Moxafrica is a British charity set up in 2008 to investigate the use of moxibustion therapy for the treatment of tuberculosis (TB), particularly drug-resistant TB, in resource poor environments. Moxafrica was founded by acupuncturists Merlin Young and Jenny Craig.
A Study of the Efficacy of Adjunctive Moxibustion in the Treatment of Tuberculosis
Moxafrica is carrying out research in Uganda to establish whether moxibustion can help combat TB. Moxafrica is now funding and collaborating in a Phase II Randomized Control Trial (RCT) in Uganda with Makerere University's School of Health Sciences. It is potentially one of the most exciting ventures of research in medicine today - of potential benefit to literally millions of people who are at desperate risk of drug-resistant disease.
What is Direct Moxibustion?
Direct Moxibustion consists of smoldering a rice grain sized cone of moxa (the refined herb Artemesia Princeps or commonly know as mugwort) on the skin. This treatment protocol has been used in conjunction with acupuncture, and as a stand-alone treatment, in East Asian Medicine for centuries.
Therapeutically it is known to have positive effects on blood circulation and to enhance the immune system. Direct moxibustion has a history that also includes claims of treating and curing patients with Tuberculosis (TB).
Tuberculosis is still a devastating disease even into the 20th Century.
• In 1993 the WHO (World Health Organization) declared TB a Global Emergency.
• Roughly one third of the world's population, one in three of you and me, is infected with TB.
• 1.3 million people died of TB in 2012
• TB is the leading killer of people living with HIV
• An estimated 450,000 people developed Multi-Drug Resistant (MDR)-TB in 2012
• KPMG economist Yael Selfin estimates that there could be 76 million cumulative deaths of MDRTB by 2050
• TB, in the West, is often seen as a disease of the past.
• WHO reports an annual funding gap of US$ 1.6 billion.
• WHO reports only 20% of TB patients estimated to have Drug Resistant are detected and treated.
Unfortunately, it’s much worse than that
The WHO numbers are strongly contested
Carole Mitnik, Professor of Global Health at Harvard Medical School, estimates only 10% of DRTB cases are treated.
Paul Farmer and Salmaan Keshavjee of the prominent international organization Partners in Health (PIH) are less optimistic and say its only 1%.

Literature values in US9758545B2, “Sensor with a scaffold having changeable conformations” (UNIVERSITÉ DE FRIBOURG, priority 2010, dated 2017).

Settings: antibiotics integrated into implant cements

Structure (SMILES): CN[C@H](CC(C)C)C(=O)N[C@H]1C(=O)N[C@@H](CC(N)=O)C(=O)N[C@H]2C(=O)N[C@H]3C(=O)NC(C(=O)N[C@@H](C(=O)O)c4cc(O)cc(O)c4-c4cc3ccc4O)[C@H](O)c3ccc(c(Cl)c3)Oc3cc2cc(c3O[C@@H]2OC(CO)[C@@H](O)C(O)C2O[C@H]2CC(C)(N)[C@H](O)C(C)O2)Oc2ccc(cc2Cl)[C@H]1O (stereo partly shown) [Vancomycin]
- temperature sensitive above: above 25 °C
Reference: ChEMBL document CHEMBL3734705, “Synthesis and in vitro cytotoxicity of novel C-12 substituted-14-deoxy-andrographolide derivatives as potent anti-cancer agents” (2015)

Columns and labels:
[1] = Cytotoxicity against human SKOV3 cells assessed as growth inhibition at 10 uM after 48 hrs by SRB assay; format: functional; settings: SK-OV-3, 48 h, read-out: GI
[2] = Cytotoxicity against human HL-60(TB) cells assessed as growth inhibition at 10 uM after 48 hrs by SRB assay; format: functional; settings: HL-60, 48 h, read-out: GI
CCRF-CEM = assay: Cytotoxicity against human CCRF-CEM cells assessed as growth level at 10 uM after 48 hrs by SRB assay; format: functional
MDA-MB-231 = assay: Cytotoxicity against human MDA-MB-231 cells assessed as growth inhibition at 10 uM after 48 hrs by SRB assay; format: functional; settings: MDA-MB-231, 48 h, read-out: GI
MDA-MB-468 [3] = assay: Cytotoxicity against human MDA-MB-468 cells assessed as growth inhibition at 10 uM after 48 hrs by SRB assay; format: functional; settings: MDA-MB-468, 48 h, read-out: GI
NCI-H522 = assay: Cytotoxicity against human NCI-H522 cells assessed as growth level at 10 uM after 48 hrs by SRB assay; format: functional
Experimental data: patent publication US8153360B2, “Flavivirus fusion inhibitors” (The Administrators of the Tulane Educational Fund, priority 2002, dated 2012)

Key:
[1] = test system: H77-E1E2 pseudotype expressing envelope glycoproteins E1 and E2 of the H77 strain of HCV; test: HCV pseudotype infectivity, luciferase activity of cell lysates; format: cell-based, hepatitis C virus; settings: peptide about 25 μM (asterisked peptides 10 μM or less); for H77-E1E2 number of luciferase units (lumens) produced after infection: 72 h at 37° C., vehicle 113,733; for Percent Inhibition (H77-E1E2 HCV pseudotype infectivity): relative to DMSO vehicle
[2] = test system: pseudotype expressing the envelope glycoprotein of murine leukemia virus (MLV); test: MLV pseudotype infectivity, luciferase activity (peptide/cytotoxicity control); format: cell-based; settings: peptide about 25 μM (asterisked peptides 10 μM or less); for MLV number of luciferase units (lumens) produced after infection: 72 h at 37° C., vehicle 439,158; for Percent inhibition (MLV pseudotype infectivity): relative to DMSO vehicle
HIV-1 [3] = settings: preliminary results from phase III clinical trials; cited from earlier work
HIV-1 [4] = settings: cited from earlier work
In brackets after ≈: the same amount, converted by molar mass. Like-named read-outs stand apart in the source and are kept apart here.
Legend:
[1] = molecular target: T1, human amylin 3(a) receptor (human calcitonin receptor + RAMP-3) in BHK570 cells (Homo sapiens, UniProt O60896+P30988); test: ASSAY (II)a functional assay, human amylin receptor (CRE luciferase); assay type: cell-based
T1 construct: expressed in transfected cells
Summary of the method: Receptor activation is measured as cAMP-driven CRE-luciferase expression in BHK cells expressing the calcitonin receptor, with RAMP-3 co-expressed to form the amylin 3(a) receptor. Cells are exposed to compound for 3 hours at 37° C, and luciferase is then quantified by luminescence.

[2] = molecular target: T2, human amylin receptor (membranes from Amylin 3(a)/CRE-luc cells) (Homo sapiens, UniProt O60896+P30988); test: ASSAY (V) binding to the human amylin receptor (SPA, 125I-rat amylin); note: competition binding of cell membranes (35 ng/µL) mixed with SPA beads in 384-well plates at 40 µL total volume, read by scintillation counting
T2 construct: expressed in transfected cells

Does moxibustion work against Drug Resistant-TB?
For Moxafrica this is the most important question of all. Theoretically, a positive immune response should help a patient recover from any type of TB. Since it was being used in Japan before TB drugs were developed, then there is good reason to speculate that it might help in cases of drug-resistance where drugs are failing. It also might help in survival rates in patients with other drug-resistant diseases. The research Moxafrica has carried out is now in the hands of scientists - and they eagerly await their final judgment.
Are there any side effects from Moxibustion?
The Moxafrica organization can categorically state that in the course of three pilot studies and one randomized control trial they have not had one case of serious adverse reactions reported. However, there is a definite risk of infection if the treatment is used over enthusiastically, especially with patients whose immune systems are compromised. They are also very careful that patients are properly instructed to stop the treatment if there were to be any signs of infection at all and report this to their health worker. The only complaint they have had from patients is that their increase in appetite is sometimes more than can be easily supported by them. This is clearly unfortunate for them but, since TB is a wasting disease, it has to also be seen as a very encouraging sign of a strong recovery response.
Patients infected with TB, who are part of the research study in Uganda, regularly reported the following: improved appetite, weight gain, reduced joint pains, reduced peripheral neuropathy, and a general increase in strength and energy. Of special note, patients co-infected with HIV reported similar positive outcomes as the TB only group.
The health workers trained by Moxafrica in the practice of moxibustion were also convinced that patients supplementing their TB drugs with Moxa were recovering faster and with fewer side effects.
Global Game Changer
This important work can be a global game changer when it comes to the treatment of TB. It is really impossible to grasp the potential of this project without understanding the existing complexities of treating this disease in Africa alongside HIV/AIDS, particularly as the rate of drug resistant disease rises. This is certainly an African health problem, but TB exists in many other parts of the world as well. It is clearly one of the most pressing humanitarian problems of our age.
Videos on the work of Moxafrica:
For more information on Moxafrica, TB, and their ongoing research or to support the continuation of this important work please go to: www.moxafrica.org